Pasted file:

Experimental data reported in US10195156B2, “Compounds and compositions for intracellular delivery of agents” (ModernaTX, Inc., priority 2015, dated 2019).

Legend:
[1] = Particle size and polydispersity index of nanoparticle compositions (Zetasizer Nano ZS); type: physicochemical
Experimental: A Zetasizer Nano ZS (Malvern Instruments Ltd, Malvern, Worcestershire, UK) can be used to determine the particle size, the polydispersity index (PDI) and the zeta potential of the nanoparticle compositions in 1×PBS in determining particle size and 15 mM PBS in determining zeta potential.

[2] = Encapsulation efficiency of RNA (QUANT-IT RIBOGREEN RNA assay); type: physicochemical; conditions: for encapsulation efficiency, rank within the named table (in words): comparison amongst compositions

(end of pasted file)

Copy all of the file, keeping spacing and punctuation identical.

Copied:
Experimental data reported in US10195156B2, “Compounds and compositions for intracellular delivery of agents” (ModernaTX, Inc., priority 2015, dated 2019).

Legend:
[1] = Particle size and polydispersity index of nanoparticle compositions (Zetasizer Nano ZS); type: physicochemical
Experimental: A Zetasizer Nano ZS (Malvern Instruments Ltd, Malvern, Worcestershire, UK) can be used to determine the particle size, the polydispersity index (PDI) and the zeta potential of the nanoparticle compositions in 1×PBS in determining particle size and 15 mM PBS in determining zeta potential.

[2] = Encapsulation efficiency of RNA (QUANT-IT RIBOGREEN RNA assay); type: physicochemical; conditions: for encapsulation efficiency, rank within the named table (in words): comparison amongst compositions